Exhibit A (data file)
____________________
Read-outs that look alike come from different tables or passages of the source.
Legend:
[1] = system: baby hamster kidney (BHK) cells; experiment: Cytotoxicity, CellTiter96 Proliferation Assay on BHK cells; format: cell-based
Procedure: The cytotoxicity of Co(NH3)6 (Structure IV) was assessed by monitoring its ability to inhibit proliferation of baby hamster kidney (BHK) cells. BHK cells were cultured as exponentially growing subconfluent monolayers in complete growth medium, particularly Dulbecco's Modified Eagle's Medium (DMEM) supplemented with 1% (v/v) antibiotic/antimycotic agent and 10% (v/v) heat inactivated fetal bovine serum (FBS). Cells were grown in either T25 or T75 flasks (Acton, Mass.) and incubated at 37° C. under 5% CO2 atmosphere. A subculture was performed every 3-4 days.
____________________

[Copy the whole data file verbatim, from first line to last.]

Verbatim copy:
Read-outs that look alike come from different tables or passages of the source.
Legend:
[1] = system: baby hamster kidney (BHK) cells; experiment: Cytotoxicity, CellTiter96 Proliferation Assay on BHK cells; format: cell-based
Procedure: The cytotoxicity of Co(NH3)6 (Structure IV) was assessed by monitoring its ability to inhibit proliferation of baby hamster kidney (BHK) cells. BHK cells were cultured as exponentially growing subconfluent monolayers in complete growth medium, particularly Dulbecco's Modified Eagle's Medium (DMEM) supplemented with 1% (v/v) antibiotic/antimycotic agent and 10% (v/v) heat inactivated fetal bovine serum (FBS). Cells were grown in either T25 or T75 flasks (Acton, Mass.) and incubated at 37° C. under 5% CO2 atmosphere. A subculture was performed every 3-4 days.